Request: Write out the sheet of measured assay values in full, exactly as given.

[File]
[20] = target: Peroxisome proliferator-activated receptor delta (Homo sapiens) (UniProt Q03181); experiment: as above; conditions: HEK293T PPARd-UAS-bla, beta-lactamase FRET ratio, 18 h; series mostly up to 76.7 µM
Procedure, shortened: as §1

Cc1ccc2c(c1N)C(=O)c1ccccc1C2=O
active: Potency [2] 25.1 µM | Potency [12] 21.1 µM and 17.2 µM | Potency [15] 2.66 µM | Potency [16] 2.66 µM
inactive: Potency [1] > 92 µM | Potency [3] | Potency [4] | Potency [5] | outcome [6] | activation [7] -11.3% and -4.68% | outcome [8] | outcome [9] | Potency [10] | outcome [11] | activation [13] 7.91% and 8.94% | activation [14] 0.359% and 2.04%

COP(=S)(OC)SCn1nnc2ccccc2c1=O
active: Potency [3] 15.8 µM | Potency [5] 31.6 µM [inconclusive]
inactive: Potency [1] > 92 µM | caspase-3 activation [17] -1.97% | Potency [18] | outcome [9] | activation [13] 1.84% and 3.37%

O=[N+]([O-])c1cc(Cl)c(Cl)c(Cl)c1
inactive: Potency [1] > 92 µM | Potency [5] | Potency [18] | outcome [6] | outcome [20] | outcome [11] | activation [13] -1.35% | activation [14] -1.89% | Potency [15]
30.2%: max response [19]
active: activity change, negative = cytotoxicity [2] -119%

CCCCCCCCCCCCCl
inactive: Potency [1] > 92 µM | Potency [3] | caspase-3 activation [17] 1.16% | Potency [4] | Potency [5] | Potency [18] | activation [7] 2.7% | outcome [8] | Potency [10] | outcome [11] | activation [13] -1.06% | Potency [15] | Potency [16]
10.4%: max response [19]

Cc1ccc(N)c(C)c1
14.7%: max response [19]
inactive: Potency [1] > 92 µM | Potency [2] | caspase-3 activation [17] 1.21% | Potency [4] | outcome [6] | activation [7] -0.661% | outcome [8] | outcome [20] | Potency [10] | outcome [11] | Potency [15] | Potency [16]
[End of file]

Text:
[20] = target: Peroxisome proliferator-activated receptor delta (Homo sapiens) (UniProt Q03181); experiment: as above; conditions: HEK293T PPARd-UAS-bla, beta-lactamase FRET ratio, 18 h; series mostly up to 76.7 µM
Procedure, shortened: as §1

Cc1ccc2c(c1N)C(=O)c1ccccc1C2=O
active: Potency [2] 25.1 µM | Potency [12] 21.1 µM and 17.2 µM | Potency [15] 2.66 µM | Potency [16] 2.66 µM
inactive: Potency [1] > 92 µM | Potency [3] | Potency [4] | Potency [5] | outcome [6] | activation [7] -11.3% and -4.68% | outcome [8] | outcome [9] | Potency [10] | outcome [11] | activation [13] 7.91% and 8.94% | activation [14] 0.359% and 2.04%

COP(=S)(OC)SCn1nnc2ccccc2c1=O
active: Potency [3] 15.8 µM | Potency [5] 31.6 µM [inconclusive]
inactive: Potency [1] > 92 µM | caspase-3 activation [17] -1.97% | Potency [18] | outcome [9] | activation [13] 1.84% and 3.37%

O=[N+]([O-])c1cc(Cl)c(Cl)c(Cl)c1
inactive: Potency [1] > 92 µM | Potency [5] | Potency [18] | outcome [6] | outcome [20] | outcome [11] | activation [13] -1.35% | activation [14] -1.89% | Potency [15]
30.2%: max response [19]
active: activity change, negative = cytotoxicity [2] -119%

CCCCCCCCCCCCCl
inactive: Potency [1] > 92 µM | Potency [3] | caspase-3 activation [17] 1.16% | Potency [4] | Potency [5] | Potency [18] | activation [7] 2.7% | outcome [8] | Potency [10] | outcome [11] | activation [13] -1.06% | Potency [15] | Potency [16]
10.4%: max response [19]

Cc1ccc(N)c(C)c1
14.7%: max response [19]
inactive: Potency [1] > 92 µM | Potency [2] | caspase-3 activation [17] 1.21% | Potency [4] | outcome [6] | activation [7] -0.661% | outcome [8] | outcome [20] | Potency [10] | outcome [11] | Potency [15] | Potency [16]